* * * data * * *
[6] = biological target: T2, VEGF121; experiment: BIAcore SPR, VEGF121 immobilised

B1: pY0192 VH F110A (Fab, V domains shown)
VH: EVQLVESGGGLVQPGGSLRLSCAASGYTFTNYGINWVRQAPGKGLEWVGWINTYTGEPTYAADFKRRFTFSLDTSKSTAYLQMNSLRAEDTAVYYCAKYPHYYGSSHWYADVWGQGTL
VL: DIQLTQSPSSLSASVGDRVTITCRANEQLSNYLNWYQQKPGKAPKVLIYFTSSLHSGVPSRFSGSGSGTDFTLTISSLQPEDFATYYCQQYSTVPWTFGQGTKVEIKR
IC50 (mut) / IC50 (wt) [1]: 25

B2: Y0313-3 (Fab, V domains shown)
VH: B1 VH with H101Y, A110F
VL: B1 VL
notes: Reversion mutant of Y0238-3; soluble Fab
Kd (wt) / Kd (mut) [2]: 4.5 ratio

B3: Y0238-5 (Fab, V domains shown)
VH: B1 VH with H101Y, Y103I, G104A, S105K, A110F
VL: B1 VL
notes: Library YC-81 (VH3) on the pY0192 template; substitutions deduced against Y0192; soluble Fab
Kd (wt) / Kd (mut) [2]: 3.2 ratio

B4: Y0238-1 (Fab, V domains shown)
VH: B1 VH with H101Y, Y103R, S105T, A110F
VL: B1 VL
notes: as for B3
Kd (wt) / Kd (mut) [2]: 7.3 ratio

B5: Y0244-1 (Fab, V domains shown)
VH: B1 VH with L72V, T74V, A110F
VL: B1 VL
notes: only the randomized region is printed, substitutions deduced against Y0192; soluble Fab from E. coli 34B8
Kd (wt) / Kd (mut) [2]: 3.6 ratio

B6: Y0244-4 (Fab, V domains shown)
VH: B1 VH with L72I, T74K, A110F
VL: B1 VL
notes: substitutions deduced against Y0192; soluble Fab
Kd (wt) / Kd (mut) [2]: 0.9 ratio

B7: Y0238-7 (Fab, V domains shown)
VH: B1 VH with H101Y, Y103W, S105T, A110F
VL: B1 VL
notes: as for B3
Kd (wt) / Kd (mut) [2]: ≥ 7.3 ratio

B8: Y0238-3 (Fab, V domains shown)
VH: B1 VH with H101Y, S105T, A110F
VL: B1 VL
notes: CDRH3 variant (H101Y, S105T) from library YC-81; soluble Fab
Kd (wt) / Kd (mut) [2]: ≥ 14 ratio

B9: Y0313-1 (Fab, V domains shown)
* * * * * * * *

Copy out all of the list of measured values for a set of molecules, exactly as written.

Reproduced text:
[6] = biological target: T2, VEGF121; experiment: BIAcore SPR, VEGF121 immobilised

B1: pY0192 VH F110A (Fab, V domains shown)
VH: EVQLVESGGGLVQPGGSLRLSCAASGYTFTNYGINWVRQAPGKGLEWVGWINTYTGEPTYAADFKRRFTFSLDTSKSTAYLQMNSLRAEDTAVYYCAKYPHYYGSSHWYADVWGQGTL
VL: DIQLTQSPSSLSASVGDRVTITCRANEQLSNYLNWYQQKPGKAPKVLIYFTSSLHSGVPSRFSGSGSGTDFTLTISSLQPEDFATYYCQQYSTVPWTFGQGTKVEIKR
IC50 (mut) / IC50 (wt) [1]: 25

B2: Y0313-3 (Fab, V domains shown)
VH: B1 VH with H101Y, A110F
VL: B1 VL
notes: Reversion mutant of Y0238-3; soluble Fab
Kd (wt) / Kd (mut) [2]: 4.5 ratio

B3: Y0238-5 (Fab, V domains shown)
VH: B1 VH with H101Y, Y103I, G104A, S105K, A110F
VL: B1 VL
notes: Library YC-81 (VH3) on the pY0192 template; substitutions deduced against Y0192; soluble Fab
Kd (wt) / Kd (mut) [2]: 3.2 ratio

B4: Y0238-1 (Fab, V domains shown)
VH: B1 VH with H101Y, Y103R, S105T, A110F
VL: B1 VL
notes: as for B3
Kd (wt) / Kd (mut) [2]: 7.3 ratio

B5: Y0244-1 (Fab, V domains shown)
VH: B1 VH with L72V, T74V, A110F
VL: B1 VL
notes: only the randomized region is printed, substitutions deduced against Y0192; soluble Fab from E. coli 34B8
Kd (wt) / Kd (mut) [2]: 3.6 ratio

B6: Y0244-4 (Fab, V domains shown)
VH: B1 VH with L72I, T74K, A110F
VL: B1 VL
notes: substitutions deduced against Y0192; soluble Fab
Kd (wt) / Kd (mut) [2]: 0.9 ratio

B7: Y0238-7 (Fab, V domains shown)
VH: B1 VH with H101Y, Y103W, S105T, A110F
VL: B1 VL
notes: as for B3
Kd (wt) / Kd (mut) [2]: ≥ 7.3 ratio

B8: Y0238-3 (Fab, V domains shown)
VH: B1 VH with H101Y, S105T, A110F
VL: B1 VL
notes: CDRH3 variant (H101Y, S105T) from library YC-81; soluble Fab
Kd (wt) / Kd (mut) [2]: ≥ 14 ratio

B9: Y0313-1 (Fab, V domains shown)